OCA’s Jensen, courts make budget presentation, show earnest desire for fiscal economy

Montgomery County Office of Court Administration Director Nathan Jensen, before the Commissioners Court during the Budget Workshop, July 26, 2017.

Conroe, July 26 – Montgomery County Director of the Office of Court Administration Nathan Jensen presented his Department’s proposed budget along with the proposed budgets of the seven District Court and five County Courts at Law to the Commissioners Court Budget Workshop on July 26, 2017. Jensen’s brief presentation, with 9th District Judge Phil Grant and 284th District Judge Cara Wood at his side, was brief, excellent, and to the point.

As a group, the Court Operations Department, District Courts, and County Courts at Law presented proposed budgets with a total spending reduction of $100,200, even though neither Precinct 3 County Commissioner James Noack nor the Citizens Budget Committee requested that they reduce their spending at all.

Budget presentation slide showing that Judge Claudia Laird reduced her budget by $733, Judge Patrice McDonald reduced her budget by $1,075, Judge Phil Grant reduced his budget by $1,004, and Judge Patty Maginnis reduced her budget by $39,678.

The budget reductions consisted of the following:

  • Jensen’s Office of Court Administration reduced the Court Operations budget by $57,710
  • County Court at Law Number 2 Judge Claudia Laird reduced her budget by $733
  • County Court at Law Number 3 Judge Patrice McDonald reduced her budget by $1,075
  • 9th District Judge Phil Grant reduced his budget by $1,004
  • 435th District Judge Patty Maginnis reduced herbudget by $39,678.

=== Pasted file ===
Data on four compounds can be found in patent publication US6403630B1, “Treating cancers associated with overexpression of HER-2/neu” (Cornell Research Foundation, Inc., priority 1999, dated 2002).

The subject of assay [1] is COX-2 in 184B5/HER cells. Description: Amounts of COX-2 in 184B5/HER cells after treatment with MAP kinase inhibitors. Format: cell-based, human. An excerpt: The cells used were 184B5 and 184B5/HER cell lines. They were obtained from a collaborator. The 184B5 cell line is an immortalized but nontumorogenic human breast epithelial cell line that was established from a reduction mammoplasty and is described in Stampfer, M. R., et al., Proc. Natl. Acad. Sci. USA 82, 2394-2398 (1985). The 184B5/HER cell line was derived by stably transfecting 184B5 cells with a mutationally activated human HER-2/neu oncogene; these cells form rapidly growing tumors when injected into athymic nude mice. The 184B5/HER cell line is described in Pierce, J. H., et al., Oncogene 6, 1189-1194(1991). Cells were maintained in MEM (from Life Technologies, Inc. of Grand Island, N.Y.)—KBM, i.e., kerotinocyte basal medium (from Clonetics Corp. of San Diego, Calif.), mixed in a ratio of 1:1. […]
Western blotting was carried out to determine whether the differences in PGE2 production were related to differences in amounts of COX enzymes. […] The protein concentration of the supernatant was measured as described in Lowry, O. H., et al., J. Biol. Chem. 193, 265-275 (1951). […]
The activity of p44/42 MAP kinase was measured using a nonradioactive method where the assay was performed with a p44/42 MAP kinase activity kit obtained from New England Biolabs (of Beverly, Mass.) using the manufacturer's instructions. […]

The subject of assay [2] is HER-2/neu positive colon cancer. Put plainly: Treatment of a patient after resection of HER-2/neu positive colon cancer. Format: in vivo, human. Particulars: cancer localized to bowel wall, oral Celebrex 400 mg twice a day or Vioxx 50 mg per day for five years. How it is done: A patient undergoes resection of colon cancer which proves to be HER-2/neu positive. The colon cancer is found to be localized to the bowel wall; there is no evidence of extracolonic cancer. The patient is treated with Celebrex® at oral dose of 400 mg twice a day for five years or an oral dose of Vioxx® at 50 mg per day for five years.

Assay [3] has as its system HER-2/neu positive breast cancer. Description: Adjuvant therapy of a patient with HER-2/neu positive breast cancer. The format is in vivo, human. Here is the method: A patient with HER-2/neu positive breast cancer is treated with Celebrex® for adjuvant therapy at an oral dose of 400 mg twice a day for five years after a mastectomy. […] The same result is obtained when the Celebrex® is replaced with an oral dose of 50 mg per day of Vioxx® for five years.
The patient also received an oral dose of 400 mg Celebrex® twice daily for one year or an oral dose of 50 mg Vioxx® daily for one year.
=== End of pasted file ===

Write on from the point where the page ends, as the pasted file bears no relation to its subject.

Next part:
Transparency and Efficiency

Jensen explained to the Commissioners Court that the District Court and County Courts at Law are making a big push towards transparency in the Court system, so that the public and litigants may judge the fiscal economy and case disposition efficiency of each of the courts and all of the courts as a group.

He explained that between October 1, 2016, the beginning of Fiscal Year 2017, and May 31, 2017, the courts disposed of 103% of the felony cases filed. An important benchmark for the criminal justice system in this community is that the jail population, which Jensen explained is largely driven by felony pretrial defendants awaiting trial, is now in the low 70% range of the Jail’s maximum population. Misdemeanor dispositions have been 101% during the same period. What that means is that the courts are disposing of cases faster than new cares are filed.

Jensen told the Commissioners Court that he and the judges believe that the move towards specialization among the courts has aided the move towards efficiency.

As far as budgeting, Jensen and the District Judges are considering moving towards zero-based budgeting, which the Citizens Budget Committee and many others have advocated. The Sheriff’s Office, under Sheriff Rand Henderson, is moving towards a zero-based budget approach. As Jensen explained, “Funding should be tied to mission objectives and performance associated with those objectives. Government performance measures should inform budget decisions.”

Jensen concluded his presentation by quoting Alexander Hamilton who said, the judicial is the “branch of government without the sword or the purse.” Fortunately, the Board of District Judges is slowly moving towards fulfilling their statutory duty to oversee the auditing function of the County government. The judges and Jensen are doing a superb job managing their own budgets and operational efficiency.

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